Posted: Oct 24, 2013 8:50 PM by Dennis Bragg - MTN News
MISSOULA - A successful Gallatin County program is resulting in a dramatic increase in the number of people surviving cardiac arrest.
Now, that program is going statewide to teach anyone that wants to learn the newer, more effective method of administering "CPR".
Years of practice have shown the effectiveness of cardio-pulmonary resuscitation, or CPR. But for many, the fear of "doing it wrong", or in more recent years, becoming exposed to disease, has been a major inhibitor.
That's all changing.
"There's no more mouth-to-mouth. That's the key. When someone suffers sudden cardiac arrest we've done away with all the breathing, the positioning, the airway. Just start compressions. So for the lay person, to begin compressions immediately enhances survival rates tremendously," said Kevin Lauer, assist. Fire Chief Gallatin Gateway.
At this recent class in Missoula, instructors with the Gallatin Heart Rescue program showed local Boy Scouts and Girl Scouts and their leaders how quickly they can learn the "hands only" CPR method.
"Take something that they think they have to go to a four or five hour class to learn and to be able learn it in their own homes, or at their own groups and organizations like the Boy Scouts today, and be able learn it in under an hour, and realize that they're going to be able to take a skill they can use for the rest of the life. To help save another life," said Mike Pasque, Gallatin Heart Rescue.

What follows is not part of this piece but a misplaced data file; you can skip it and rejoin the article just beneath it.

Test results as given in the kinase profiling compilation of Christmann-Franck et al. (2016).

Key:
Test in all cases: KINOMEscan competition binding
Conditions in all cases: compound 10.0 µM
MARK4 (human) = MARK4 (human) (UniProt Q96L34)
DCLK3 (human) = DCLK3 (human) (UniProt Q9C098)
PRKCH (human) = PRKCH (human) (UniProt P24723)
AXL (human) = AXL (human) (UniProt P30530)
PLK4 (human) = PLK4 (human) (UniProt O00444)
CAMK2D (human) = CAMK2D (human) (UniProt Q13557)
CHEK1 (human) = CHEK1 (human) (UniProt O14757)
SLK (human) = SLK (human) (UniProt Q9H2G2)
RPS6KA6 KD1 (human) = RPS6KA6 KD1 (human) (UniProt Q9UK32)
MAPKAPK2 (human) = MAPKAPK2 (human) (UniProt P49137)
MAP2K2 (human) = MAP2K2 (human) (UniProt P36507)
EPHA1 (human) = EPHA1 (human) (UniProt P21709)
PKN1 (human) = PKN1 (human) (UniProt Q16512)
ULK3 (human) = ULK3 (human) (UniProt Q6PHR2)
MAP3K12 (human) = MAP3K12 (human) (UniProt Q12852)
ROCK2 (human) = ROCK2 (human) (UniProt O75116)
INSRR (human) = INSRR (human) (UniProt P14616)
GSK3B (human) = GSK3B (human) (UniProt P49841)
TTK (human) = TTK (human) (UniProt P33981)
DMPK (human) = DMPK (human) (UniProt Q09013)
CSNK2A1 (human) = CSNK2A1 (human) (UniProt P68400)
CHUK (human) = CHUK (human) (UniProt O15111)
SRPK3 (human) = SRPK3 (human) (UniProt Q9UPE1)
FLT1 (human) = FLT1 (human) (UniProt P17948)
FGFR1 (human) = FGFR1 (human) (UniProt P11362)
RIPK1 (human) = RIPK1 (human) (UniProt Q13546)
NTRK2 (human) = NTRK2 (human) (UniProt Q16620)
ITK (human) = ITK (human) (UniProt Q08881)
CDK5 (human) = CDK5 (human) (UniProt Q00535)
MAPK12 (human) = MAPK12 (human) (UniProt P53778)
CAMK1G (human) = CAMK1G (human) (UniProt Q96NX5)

It's still hard work, but it's a system that's faster to learn and can be applied with a lot more confidence.
"The Scout motto is to be prepared. So this fits really well with the Scout motto to be prepared. I myself was involved on a victim who was suffering cardiac arrest three years ago. And because of what we did, we were able to save a man 70-years-old and today he's 73. It's very important," said Tony Higuera/Mullan Trail District Chairman B.S.A.
"For every minute that CPRs delayed there's a 10 to 15 percent decrease in survivability. So seconds count," said Lauer.
More than 10,000 Montanans have taken the free course since last year, and anyone from young to old are being invited to join this growing group of potential life savers.